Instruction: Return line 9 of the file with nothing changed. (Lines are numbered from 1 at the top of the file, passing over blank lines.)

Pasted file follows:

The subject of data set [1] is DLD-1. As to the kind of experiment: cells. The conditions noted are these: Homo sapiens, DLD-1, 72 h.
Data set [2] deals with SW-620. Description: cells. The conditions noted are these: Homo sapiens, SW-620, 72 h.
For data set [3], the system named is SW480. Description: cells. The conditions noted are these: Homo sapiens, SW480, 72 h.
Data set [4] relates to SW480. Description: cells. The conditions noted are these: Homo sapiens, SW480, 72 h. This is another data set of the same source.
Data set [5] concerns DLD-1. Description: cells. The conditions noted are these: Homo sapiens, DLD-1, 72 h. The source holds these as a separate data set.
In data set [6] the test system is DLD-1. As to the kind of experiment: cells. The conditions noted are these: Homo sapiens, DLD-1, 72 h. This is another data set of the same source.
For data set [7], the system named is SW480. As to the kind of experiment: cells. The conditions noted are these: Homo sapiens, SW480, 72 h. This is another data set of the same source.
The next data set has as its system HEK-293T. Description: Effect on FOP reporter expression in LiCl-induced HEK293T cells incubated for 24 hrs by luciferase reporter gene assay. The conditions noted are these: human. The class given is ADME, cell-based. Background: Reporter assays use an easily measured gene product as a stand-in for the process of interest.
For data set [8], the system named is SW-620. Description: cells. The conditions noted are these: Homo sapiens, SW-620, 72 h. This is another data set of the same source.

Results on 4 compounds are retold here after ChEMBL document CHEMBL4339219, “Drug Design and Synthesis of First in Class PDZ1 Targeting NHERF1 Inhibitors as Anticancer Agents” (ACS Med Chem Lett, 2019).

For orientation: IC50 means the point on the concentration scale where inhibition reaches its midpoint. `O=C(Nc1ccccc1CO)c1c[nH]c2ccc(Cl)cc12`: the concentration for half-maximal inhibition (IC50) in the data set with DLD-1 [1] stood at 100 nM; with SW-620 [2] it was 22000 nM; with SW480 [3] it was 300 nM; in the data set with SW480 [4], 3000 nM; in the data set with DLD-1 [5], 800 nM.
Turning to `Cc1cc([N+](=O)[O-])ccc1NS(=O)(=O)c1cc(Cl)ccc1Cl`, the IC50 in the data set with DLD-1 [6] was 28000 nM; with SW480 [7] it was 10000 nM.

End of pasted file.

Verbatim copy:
For data set [8], the system named is SW-620. Description: cells. The conditions noted are these: Homo sapiens, SW-620, 72 h. This is another data set of the same source.